Controlled field experiment clarifies the influence of soil moisture on litter moisture content

Li Zhao*, Marta Yebra, Albert I.J.M. van Dijk, Geoffrey J. Cary, Dale Hughes

*Corresponding author for this work

Research output: Contribution to journalArticleAcademicpeer-review

4 Citations (Scopus)


Fuel moisture content (FMC) of fine surface litter fuel plays a decisive role in determining fire ignition and spread. Understanding physical processes that determine litter moisture dynamics is necessary to accurately predict litter FMC. It is known that vapour exchange, precipitation and latent heat transfer are dominant factors governing changes in litter FMC. However, limited research has been undertaken on physical processes at the soil-litter interface, despite the presumed importance of soil moisture in hydrating litter. In this study, we investigated the influence of soil moisture on litter FMC in factorial controlled field experiments at a dry and a wet site in Canberra, Australia. Each site had two treatments: with and without contact between soil and litter. Litter FMC, temperature and relative humidity were automatically and continuously measured in both surface and subsurface litter with a combination of fuel moisture, temperature and relative humidity sensors. The two treatments showed a different influence of soil moisture on litter FMC at the dry and wet site. There was limited moisture transport from soil to litter at the dry site, almost certainly dominated by vapour flux. Here, the influence of soil moisture on litter FMC is through its influence on local humidity in the litter layer. However, at the wet site capillary flow occurred in addition to vapour flux from the soil. The capillary flow responded to the matric potential gradient between soil and litter. The measurements confirmed that subsurface litter was more strongly coupled to the soil than the surface litter, which was more strongly coupled with the atmosphere. The improved understanding of physical processes governing water transport from soil to litter should help predict litter FMC more accurately, especially under wet soil conditions. Further research is needed to incorporate soil-litter interactions in litter FMC simulations.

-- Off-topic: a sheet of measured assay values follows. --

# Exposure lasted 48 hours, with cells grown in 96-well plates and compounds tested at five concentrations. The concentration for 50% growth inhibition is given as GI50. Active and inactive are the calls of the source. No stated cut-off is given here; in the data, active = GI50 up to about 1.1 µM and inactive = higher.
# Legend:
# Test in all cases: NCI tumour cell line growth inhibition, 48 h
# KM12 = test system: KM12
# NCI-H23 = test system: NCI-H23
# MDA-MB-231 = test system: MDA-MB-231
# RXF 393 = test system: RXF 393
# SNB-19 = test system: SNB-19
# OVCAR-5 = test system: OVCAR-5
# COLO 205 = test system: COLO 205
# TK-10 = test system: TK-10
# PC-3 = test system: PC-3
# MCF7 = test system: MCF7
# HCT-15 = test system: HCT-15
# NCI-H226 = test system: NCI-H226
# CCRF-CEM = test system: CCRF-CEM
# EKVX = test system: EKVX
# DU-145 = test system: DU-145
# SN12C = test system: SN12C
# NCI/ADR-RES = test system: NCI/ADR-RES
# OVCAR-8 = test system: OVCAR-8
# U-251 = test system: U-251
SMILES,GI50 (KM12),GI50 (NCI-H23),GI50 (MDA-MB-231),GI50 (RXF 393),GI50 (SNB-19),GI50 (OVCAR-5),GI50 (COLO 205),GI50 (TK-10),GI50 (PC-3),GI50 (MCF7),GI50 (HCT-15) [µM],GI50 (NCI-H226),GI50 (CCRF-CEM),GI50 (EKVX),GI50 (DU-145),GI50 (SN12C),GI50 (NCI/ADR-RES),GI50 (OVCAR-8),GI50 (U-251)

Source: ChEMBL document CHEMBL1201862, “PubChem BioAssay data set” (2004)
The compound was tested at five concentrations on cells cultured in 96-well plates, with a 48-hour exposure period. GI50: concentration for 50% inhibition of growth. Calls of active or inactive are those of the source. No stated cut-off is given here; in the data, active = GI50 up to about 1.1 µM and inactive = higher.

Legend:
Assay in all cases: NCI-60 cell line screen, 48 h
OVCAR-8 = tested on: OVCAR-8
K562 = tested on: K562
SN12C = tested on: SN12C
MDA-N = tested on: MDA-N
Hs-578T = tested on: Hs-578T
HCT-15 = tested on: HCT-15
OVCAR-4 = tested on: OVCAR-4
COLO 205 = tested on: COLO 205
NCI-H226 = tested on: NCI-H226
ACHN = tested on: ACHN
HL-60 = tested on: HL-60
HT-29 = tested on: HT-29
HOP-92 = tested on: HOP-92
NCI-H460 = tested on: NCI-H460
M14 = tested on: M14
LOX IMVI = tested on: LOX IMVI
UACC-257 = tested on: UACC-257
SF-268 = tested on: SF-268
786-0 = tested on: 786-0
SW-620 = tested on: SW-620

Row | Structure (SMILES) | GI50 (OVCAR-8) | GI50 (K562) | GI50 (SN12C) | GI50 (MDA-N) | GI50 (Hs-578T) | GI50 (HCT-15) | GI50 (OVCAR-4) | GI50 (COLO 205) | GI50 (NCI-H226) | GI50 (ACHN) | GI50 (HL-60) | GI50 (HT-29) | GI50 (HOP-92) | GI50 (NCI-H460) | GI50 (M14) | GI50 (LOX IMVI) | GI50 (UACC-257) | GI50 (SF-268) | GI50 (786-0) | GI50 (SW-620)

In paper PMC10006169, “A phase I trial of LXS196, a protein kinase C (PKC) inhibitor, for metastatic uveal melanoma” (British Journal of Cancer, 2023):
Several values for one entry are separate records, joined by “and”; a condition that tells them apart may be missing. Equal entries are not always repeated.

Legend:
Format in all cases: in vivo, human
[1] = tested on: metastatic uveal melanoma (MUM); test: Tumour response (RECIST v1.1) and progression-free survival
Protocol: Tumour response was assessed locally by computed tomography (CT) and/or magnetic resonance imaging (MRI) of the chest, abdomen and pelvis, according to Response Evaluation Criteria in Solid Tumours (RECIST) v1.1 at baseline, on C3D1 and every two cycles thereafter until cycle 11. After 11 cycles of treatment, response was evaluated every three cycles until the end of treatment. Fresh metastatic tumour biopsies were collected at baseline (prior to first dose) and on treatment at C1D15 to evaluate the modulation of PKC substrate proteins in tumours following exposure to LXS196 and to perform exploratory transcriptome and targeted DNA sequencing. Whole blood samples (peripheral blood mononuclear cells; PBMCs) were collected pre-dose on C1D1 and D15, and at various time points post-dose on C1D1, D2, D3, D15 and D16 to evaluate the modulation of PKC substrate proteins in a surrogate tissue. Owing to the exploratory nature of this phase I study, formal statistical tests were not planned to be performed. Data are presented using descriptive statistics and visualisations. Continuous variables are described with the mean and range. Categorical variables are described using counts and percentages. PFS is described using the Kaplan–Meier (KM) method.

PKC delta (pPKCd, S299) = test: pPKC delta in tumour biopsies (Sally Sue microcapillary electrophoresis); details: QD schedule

Original languageEnglish
Article number108782
JournalAgricultural and Forest Meteorology
Publication statusPublished - 1 Mar 2022
Externally publishedYes


  • Capillary flow
  • Field experiments
  • Fuel moisture content
  • Soil moisture
  • Vapour flux


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